The authority in discipleship is the resurrected Jesus ruling over all.  The scope of discipleship is all believers in every tribe, nation and language.  The beginning of discipleship is the obedient public profession of faith in baptism into a local church.  The goal of discipleship is life-long obedience to all that Jesus has commanded in his word.  And now the power behind it all is the reality that the Holy Spirit indwells believers.  The same Spirit that raised Jesus from the dead now lives in us as well. 

I think that Christians can sometimes have a rather deistic view of the Christian life.  Deism is the idea that God is like a clockmaker, he just sets everything in motion, but for the most part is disengaged and uninvolved in the outworking of our lives.  We might believe that God comes in to save us, through sending Jesus to die on the cross, but then we think the Christian life is mostly up to us.  Thinking this way, we fall into the Galatian error of beginning by the Spirit but then being perfected by the flesh. 

Of course, this is not how we are to live the Christian life.  We are just as much dependent on God for our sanctification as we are for our justification.  This means that the burden for our discipleship rests in the same place as the burden for our salvation.  In God alone.  And this is solid ground for our growth in faith.  The promise is put this way in Philippians 1:6, “He who began a good work in you will be faithful to complete it.”  The good news of the gospel is not simply that our sins are forgiven, but that we also have been given the righteousness of Christ.  Not only that we have died to sin, but that we have been raised to a new life in Him.  The gospel teaches us not only what we have been saved from, but what we have been saved for.  Ephesians 2:10 reminds us of the goal of discipleship, saying, “For we are his workmanship, created in Christ Jesus for good works, which God prepared beforehand, that we should walk in them.”  Put another way, we could say that Jesus accomplished something in our justification, in order that he might accomplish something in our sanctification too.  We are saved for a life that is abiding in the Spirit of God.  The Holy Spirit opens our eyes to the reality of the truth of the Gospel, and the Holy Spirit continues to renew us every day through our communion with God.  We cannot be holy without the Holy Spirit.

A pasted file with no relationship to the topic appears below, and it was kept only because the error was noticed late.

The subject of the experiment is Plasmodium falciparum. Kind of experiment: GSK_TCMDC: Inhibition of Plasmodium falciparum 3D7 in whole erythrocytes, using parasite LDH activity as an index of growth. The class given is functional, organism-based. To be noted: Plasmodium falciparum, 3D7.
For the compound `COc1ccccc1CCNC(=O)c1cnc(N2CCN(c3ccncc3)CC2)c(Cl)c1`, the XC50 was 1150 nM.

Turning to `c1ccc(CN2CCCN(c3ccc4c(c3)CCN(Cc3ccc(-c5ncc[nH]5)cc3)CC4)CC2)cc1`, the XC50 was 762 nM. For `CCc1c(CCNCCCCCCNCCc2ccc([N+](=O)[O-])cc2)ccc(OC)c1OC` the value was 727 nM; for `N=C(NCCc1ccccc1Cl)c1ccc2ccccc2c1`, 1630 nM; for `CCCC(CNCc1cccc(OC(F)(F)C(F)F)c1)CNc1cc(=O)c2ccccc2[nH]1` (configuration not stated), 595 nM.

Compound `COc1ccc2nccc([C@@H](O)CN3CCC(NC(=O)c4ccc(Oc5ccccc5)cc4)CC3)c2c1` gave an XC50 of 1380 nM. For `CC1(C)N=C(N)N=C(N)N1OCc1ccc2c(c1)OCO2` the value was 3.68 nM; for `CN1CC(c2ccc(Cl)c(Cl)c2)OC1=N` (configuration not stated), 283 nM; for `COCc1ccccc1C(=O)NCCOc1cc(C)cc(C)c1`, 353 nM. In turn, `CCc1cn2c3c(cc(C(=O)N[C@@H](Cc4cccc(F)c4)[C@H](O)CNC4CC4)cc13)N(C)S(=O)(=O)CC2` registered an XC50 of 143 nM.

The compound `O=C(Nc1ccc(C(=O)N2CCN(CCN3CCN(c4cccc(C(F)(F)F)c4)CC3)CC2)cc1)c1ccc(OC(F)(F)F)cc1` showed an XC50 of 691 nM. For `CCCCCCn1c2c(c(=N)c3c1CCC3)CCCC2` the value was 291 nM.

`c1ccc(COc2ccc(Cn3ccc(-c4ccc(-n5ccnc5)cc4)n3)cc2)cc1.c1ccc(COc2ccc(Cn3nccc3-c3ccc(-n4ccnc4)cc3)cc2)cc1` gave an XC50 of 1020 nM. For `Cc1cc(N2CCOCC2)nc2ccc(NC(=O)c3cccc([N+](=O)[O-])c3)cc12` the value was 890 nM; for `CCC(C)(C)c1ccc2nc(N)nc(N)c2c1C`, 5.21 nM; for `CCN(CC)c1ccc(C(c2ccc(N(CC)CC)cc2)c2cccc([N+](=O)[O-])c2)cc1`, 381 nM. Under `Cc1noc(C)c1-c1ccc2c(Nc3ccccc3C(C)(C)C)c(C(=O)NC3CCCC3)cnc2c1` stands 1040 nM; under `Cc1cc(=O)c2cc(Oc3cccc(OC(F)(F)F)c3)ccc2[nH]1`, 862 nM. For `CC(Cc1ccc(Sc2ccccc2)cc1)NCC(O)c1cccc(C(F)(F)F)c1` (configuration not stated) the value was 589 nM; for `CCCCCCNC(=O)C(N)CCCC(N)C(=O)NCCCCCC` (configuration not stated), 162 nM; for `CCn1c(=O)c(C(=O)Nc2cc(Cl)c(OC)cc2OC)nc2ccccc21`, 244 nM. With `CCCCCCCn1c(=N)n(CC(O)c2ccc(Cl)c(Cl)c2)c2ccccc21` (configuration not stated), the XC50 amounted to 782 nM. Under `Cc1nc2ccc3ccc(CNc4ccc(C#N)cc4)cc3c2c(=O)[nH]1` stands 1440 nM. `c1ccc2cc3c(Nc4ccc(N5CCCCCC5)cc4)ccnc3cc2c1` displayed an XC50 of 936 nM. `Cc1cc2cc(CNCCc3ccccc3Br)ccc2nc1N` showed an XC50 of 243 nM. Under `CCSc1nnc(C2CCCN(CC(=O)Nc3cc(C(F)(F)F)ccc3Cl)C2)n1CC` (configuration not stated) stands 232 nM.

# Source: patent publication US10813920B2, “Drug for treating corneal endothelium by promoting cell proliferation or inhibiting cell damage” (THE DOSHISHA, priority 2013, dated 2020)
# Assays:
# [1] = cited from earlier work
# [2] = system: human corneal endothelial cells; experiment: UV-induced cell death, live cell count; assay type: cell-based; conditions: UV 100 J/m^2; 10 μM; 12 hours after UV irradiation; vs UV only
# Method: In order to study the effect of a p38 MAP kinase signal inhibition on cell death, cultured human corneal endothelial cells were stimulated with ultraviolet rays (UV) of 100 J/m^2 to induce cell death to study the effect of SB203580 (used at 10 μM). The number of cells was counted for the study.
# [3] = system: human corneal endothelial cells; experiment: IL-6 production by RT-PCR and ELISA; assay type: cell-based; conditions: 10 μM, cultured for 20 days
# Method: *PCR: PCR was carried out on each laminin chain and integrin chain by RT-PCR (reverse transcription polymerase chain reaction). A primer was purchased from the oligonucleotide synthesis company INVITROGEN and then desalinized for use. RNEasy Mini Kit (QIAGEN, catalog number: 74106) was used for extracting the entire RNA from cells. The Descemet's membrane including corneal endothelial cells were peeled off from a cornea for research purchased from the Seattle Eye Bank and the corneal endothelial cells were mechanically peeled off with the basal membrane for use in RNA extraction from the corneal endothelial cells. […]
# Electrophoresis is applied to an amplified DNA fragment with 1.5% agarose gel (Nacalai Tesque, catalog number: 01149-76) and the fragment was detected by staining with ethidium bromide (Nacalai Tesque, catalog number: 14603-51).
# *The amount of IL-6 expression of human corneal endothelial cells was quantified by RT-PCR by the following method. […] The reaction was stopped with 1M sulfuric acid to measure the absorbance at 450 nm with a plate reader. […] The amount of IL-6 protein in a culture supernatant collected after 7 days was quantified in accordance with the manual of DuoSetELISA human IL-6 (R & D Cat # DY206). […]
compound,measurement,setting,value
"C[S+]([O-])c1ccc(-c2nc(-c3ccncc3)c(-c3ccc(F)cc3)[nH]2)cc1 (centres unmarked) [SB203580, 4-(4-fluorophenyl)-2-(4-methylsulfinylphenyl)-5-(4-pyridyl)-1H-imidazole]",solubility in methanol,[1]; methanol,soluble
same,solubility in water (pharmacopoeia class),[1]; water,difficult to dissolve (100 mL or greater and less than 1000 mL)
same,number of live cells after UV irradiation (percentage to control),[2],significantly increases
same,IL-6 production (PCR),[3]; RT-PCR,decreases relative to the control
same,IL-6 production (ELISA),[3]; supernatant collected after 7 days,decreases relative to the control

This is what Moses was praying for in the face of the prospect of accomplishing what God had called him to do in entering the Promised Land in Exodus 33.  Moses realized that he couldn’t do what God had required unless the presence of God went with him.  And God graciously promised it to Moses, like he does for now for us.  Exodus 33:14 God says, “My presence will go with you, and I will give you rest.”